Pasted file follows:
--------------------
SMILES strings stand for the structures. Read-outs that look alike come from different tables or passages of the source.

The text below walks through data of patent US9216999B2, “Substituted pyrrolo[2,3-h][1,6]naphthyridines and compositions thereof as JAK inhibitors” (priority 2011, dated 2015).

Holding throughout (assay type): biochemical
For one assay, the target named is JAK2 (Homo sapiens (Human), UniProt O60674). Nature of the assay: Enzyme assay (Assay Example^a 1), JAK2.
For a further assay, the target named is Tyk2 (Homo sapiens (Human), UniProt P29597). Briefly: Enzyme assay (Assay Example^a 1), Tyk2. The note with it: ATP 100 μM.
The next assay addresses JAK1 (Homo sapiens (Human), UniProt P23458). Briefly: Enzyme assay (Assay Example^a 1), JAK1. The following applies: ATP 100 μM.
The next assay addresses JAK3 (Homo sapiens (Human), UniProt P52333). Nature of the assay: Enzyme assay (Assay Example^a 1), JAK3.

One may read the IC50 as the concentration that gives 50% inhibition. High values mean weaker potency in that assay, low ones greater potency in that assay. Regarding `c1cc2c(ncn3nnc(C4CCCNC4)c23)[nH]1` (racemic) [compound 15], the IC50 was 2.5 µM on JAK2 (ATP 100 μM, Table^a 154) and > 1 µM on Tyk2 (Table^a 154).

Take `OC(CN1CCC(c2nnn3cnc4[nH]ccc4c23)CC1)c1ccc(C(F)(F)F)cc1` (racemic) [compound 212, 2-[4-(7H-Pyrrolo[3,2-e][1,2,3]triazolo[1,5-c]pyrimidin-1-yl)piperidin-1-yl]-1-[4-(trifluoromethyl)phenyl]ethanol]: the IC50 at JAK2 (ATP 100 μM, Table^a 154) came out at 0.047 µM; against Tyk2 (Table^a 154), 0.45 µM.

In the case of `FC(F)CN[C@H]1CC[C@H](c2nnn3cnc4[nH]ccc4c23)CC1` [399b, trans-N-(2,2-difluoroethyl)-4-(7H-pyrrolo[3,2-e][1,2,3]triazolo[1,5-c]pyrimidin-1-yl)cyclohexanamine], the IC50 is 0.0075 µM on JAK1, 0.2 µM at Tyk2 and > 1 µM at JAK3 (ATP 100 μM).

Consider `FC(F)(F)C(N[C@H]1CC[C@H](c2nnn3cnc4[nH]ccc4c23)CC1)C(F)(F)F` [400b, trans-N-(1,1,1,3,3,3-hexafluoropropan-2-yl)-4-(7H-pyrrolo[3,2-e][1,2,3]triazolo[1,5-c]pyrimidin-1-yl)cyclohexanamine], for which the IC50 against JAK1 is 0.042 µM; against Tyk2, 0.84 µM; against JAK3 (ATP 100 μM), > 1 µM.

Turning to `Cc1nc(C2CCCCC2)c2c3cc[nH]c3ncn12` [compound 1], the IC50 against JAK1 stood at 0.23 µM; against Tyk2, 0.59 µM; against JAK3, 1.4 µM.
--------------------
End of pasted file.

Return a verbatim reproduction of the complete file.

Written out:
SMILES strings stand for the structures. Read-outs that look alike come from different tables or passages of the source.

The text below walks through data of patent US9216999B2, “Substituted pyrrolo[2,3-h][1,6]naphthyridines and compositions thereof as JAK inhibitors” (priority 2011, dated 2015).

Holding throughout (assay type): biochemical
For one assay, the target named is JAK2 (Homo sapiens (Human), UniProt O60674). Nature of the assay: Enzyme assay (Assay Example^a 1), JAK2.
For a further assay, the target named is Tyk2 (Homo sapiens (Human), UniProt P29597). Briefly: Enzyme assay (Assay Example^a 1), Tyk2. The note with it: ATP 100 μM.
The next assay addresses JAK1 (Homo sapiens (Human), UniProt P23458). Briefly: Enzyme assay (Assay Example^a 1), JAK1. The following applies: ATP 100 μM.
The next assay addresses JAK3 (Homo sapiens (Human), UniProt P52333). Nature of the assay: Enzyme assay (Assay Example^a 1), JAK3.

One may read the IC50 as the concentration that gives 50% inhibition. High values mean weaker potency in that assay, low ones greater potency in that assay. Regarding `c1cc2c(ncn3nnc(C4CCCNC4)c23)[nH]1` (racemic) [compound 15], the IC50 was 2.5 µM on JAK2 (ATP 100 μM, Table^a 154) and > 1 µM on Tyk2 (Table^a 154).

Take `OC(CN1CCC(c2nnn3cnc4[nH]ccc4c23)CC1)c1ccc(C(F)(F)F)cc1` (racemic) [compound 212, 2-[4-(7H-Pyrrolo[3,2-e][1,2,3]triazolo[1,5-c]pyrimidin-1-yl)piperidin-1-yl]-1-[4-(trifluoromethyl)phenyl]ethanol]: the IC50 at JAK2 (ATP 100 μM, Table^a 154) came out at 0.047 µM; against Tyk2 (Table^a 154), 0.45 µM.

In the case of `FC(F)CN[C@H]1CC[C@H](c2nnn3cnc4[nH]ccc4c23)CC1` [399b, trans-N-(2,2-difluoroethyl)-4-(7H-pyrrolo[3,2-e][1,2,3]triazolo[1,5-c]pyrimidin-1-yl)cyclohexanamine], the IC50 is 0.0075 µM on JAK1, 0.2 µM at Tyk2 and > 1 µM at JAK3 (ATP 100 μM).

Consider `FC(F)(F)C(N[C@H]1CC[C@H](c2nnn3cnc4[nH]ccc4c23)CC1)C(F)(F)F` [400b, trans-N-(1,1,1,3,3,3-hexafluoropropan-2-yl)-4-(7H-pyrrolo[3,2-e][1,2,3]triazolo[1,5-c]pyrimidin-1-yl)cyclohexanamine], for which the IC50 against JAK1 is 0.042 µM; against Tyk2, 0.84 µM; against JAK3 (ATP 100 μM), > 1 µM.

Turning to `Cc1nc(C2CCCCC2)c2c3cc[nH]c3ncn12` [compound 1], the IC50 against JAK1 stood at 0.23 µM; against Tyk2, 0.59 µM; against JAK3, 1.4 µM.